Lab Manual - Heredity - Foundations of Biological Sciences...

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Foundations of Biological Sciences I - Lab Manual Principles of Heredity -1 Principles of Heredity There are several terms that need to be clarified so that you can more easily follow the exercise. A gene is a piece of DNA that directs the expression of a particular characteristic ( trait ). Genes are located on chromosomes, and the location where a particular gene is found is referred to as the locus (plural: loci) of that gene. An allele is a gene for which there is an alternative expression. For example, a diploid organism carries the allele “ A ” on one homologous chromosome, and the allele “ A ” on the other. The genotype of this organism is then AA and it is said to be homozygous . An organism may also carry two different alleles. For example on one chromosome it could carry the allele “ A ” and on the other it could carry the allele “ a ”. The genotype of such an organisms is then Aa , and it is described as heterozygous for this chromosomal locus. The genotype of an organism is the listing of the two alleles for each trait that it possesses. The phenotype of an organism is a description of the way a trait is displayed in the structure, behavior, or physiology of the organism. Some alleles are dominant to others and mask the presence of other alleles. The dominant condition is indicated by uppercase letters (e.g., “ A ”). The alleles that are masked are called recessive alleles. The recessive condition is indicated by lowercase letters (e.g., “ a ”). When both dominants are present in the genotype ( AA ), the organism is said to be homozygous dominant for the trait, and the organisms will show the dominant phenotype (trait expression A). When both recessives are present in the genotype ( aa ), the organism is said to be homozygous recessive for the trait, and the organisms will show the recessive phenotype (trait expression a). In the case of complete dominance, the dominant allele completely masks the recessive allele, and an organism with a heterozygous genotype ( Aa ) will show the dominant phenotype (trait expression A). The principles that govern heredity were discovered by a monk named Gregor Mendel in the 1860's. In today’s lab you will review the principles of heredity on a series of exercises. MONOHYBRID INHERITANCE (CLASS EXERCISE + LAB TABLES 1-3) This introductory exercise is done by the whole class at the same time. Your TA will explain the concepts of genotype and phenotype, how to do a simple 2 x 2 Punnett Square. Monohybrid inheritance is the inheritance of a single characteristic. The different forms of the characteristic are usually controlled by different alleles of the same gene. For example, a monohybrid cross between two pure- breeding plants (homozygous for their respective traits), one with red flowers (the dominant trait, R ) and one with white flowers (the recessive trait, r ), would be expected to produce an F 1 (first) generation with only red flowers because the allele for red flower is dominant to that of white. Using a Punnett square is a convenient method to keep track of the kinds of gametes that can be produced and the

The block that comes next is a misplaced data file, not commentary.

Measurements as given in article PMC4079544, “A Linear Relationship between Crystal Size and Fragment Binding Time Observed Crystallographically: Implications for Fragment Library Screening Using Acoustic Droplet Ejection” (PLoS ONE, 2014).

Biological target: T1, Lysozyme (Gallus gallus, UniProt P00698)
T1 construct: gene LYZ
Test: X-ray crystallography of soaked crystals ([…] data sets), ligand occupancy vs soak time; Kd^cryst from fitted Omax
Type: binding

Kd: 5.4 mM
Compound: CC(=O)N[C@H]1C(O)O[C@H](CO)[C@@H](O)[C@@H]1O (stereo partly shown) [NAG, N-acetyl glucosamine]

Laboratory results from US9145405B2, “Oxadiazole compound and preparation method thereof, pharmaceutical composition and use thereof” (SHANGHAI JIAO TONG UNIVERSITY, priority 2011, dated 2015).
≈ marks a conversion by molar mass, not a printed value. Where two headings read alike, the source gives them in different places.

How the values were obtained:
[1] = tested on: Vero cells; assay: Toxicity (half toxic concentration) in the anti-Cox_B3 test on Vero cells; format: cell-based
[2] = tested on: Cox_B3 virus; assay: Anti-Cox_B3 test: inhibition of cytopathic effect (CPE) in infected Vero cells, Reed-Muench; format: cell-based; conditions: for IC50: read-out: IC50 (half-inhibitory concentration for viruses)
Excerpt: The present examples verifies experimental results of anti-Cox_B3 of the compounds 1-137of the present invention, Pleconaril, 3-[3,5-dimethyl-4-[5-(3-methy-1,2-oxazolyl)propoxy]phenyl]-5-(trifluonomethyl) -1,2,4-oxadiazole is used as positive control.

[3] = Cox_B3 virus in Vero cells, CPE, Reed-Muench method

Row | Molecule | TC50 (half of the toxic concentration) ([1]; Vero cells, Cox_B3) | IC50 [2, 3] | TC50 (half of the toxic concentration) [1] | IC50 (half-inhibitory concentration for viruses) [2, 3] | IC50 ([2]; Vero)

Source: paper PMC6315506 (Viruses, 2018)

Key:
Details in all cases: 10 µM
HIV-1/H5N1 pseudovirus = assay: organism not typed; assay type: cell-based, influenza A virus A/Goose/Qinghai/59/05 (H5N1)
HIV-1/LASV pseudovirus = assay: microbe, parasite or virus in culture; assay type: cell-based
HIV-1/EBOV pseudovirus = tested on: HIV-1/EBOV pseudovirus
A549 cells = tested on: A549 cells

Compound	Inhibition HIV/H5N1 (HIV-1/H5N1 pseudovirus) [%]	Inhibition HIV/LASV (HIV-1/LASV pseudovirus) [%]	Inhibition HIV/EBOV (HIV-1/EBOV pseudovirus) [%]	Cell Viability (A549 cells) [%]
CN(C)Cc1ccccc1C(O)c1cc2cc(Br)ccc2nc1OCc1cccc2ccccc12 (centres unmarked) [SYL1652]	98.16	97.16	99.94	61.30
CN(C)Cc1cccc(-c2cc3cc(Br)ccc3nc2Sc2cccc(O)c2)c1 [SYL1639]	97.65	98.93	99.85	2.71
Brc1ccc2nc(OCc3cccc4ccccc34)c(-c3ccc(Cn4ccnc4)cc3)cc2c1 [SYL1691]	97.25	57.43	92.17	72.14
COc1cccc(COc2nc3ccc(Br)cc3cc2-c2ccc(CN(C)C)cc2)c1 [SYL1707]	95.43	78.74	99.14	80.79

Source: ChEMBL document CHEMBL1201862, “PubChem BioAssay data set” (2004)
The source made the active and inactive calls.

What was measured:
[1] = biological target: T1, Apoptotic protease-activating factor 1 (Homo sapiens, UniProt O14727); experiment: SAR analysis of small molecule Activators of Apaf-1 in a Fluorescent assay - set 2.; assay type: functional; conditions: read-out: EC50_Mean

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Lab Manual - Heredity - Foundations of Biological Sciences...

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